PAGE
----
Nouvelle identité visuelle de l'Opéra de Saint-ÉtienneGraphéine – Agence de communication Paris Lyon. Voici quelques photos du lancement de saison.
On pouvait retrouver sur le visage de chacun des collaborateurs de l’opéra, le même sourire que dans la brochure ! Ci-dessus : l’équipe de Graphéine Lyon, avec de gauche à droite, Mathias (Directeur de Création), Céline (Chef de projet-Office Manager), Adrienn (Directrice artistique) et Jonas (Graphiste-Maquettiste). Merci à la ville de Saint-Étienne et Olivier Barbé (Directeur de la communication de la Ville), Éric Blanc de la Naulte (Directeur de l’Opéra) et Oumama Ryan ( Directrice de la communication ) de nous avoir fait confiance tout au long du projet et d’avoir appuyés nos idées les plus folles par un optimisme à toute épreuve, même quand les délais étaient apparemment intenables ! ( cf : La brochure de saison fût livrée 2h avant le lancement de saison ! De Tekstbrouwmeester. Contributed by Amsterdam-based Sander Crombach.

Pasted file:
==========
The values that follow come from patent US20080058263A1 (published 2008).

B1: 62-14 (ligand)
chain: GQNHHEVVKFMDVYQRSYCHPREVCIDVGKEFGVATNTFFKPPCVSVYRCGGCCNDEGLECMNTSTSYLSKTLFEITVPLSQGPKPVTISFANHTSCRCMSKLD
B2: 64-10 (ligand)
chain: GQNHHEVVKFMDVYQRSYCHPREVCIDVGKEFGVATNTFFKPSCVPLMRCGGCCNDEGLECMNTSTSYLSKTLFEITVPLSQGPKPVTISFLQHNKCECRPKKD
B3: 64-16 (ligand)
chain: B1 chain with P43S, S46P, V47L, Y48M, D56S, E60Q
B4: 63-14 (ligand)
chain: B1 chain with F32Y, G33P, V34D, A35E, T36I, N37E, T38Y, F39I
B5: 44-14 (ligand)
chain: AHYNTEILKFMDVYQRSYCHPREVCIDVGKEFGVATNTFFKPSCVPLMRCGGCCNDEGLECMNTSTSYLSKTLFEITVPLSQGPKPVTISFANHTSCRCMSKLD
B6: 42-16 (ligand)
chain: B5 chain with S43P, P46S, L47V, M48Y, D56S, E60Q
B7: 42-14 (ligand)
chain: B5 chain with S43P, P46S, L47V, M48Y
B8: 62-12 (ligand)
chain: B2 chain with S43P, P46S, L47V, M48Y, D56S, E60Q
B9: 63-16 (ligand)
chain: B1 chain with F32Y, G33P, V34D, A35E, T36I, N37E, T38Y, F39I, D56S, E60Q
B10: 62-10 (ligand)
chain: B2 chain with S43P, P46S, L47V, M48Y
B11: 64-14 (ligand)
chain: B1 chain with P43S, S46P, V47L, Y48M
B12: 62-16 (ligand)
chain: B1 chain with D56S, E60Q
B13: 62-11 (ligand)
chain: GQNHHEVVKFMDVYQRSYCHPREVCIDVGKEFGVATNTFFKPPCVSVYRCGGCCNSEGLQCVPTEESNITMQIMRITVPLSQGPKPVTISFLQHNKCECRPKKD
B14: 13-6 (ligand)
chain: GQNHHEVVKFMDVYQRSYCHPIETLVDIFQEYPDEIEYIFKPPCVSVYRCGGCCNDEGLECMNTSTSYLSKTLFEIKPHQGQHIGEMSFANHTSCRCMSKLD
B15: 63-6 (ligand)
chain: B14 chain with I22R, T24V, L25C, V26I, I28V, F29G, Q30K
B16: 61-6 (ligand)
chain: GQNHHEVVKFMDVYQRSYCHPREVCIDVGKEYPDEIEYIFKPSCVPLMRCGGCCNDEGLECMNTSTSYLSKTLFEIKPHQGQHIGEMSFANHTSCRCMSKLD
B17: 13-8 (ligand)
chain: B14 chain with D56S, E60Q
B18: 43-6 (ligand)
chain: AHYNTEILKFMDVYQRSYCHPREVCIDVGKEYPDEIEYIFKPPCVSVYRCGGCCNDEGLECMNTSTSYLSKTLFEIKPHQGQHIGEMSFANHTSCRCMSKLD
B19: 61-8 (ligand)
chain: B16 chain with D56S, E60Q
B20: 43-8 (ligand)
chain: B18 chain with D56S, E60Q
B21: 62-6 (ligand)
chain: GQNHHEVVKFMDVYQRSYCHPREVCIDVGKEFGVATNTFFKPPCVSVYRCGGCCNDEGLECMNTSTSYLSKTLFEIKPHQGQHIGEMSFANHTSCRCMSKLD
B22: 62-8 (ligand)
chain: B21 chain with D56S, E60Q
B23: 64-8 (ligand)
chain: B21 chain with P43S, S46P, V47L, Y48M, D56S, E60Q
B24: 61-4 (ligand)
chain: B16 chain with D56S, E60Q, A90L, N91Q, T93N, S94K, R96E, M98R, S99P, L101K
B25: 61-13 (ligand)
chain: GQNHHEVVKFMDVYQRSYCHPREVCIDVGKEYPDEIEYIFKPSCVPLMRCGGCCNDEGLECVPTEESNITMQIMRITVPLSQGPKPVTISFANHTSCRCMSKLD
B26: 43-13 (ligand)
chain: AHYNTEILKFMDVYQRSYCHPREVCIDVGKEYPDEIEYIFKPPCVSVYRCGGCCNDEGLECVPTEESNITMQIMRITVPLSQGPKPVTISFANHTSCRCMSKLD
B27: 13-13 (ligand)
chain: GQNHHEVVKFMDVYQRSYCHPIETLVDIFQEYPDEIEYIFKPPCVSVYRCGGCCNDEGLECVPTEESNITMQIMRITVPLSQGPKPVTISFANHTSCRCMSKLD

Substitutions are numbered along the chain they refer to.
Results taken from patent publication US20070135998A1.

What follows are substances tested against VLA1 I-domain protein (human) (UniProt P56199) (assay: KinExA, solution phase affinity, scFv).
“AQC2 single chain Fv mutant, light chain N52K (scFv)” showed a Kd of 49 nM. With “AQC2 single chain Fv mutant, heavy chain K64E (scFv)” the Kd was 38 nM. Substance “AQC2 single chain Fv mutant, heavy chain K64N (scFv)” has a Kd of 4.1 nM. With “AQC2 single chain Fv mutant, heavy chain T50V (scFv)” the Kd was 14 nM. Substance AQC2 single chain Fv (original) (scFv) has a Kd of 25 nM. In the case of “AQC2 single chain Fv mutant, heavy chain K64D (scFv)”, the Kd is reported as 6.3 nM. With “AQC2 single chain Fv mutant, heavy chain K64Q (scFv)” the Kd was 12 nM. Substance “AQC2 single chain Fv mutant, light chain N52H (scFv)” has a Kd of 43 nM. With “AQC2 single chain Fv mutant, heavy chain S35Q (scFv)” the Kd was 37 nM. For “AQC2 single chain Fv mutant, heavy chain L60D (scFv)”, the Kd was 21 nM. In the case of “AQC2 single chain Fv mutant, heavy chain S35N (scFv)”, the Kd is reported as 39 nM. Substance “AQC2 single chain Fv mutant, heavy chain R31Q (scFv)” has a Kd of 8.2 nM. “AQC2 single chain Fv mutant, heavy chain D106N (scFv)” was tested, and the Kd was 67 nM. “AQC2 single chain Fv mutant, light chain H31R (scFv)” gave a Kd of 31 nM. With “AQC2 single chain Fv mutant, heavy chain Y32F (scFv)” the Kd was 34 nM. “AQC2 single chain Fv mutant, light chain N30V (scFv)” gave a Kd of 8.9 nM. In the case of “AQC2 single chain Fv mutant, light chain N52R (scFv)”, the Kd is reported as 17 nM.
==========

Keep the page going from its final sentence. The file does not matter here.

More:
De Tekstbrouwmeester is a company that writes high quality texts for all sorts of clients. Hobart Reese, who made portraits of famous people in 1922 using only a typewriter, was the inspiration for the identity. The fundamental idea is to use nothing but letters to make images, repositioning the letters in different sizes, colours and positions. The ability for clients to create their own content is becoming more and more important. A website, Facebook cover photo, or the back of a business card are examples where branding can be shown. The tool consists of primary and secondary controls. With the secondary controls you can adjust the letter size, the size range, line height, letter spacing, and choose between colour or black and white.
GT Sectra by Grilli Type was the font chosen for the identity. Yesterday. Contributed by Dervla O’Shea of London-based Dixon Baxi.
A multi-platform rebrand, UKTV Yesterday was underpinned by the new positioning ‘Entertainment Inspired by History’. This led to challenging the viewer perception of how history can be portrayed, with the aim of transforming it into a vivid, immersive experience. POM POM. Contributed by Alexander Andreyev of Reynolds & Reyner.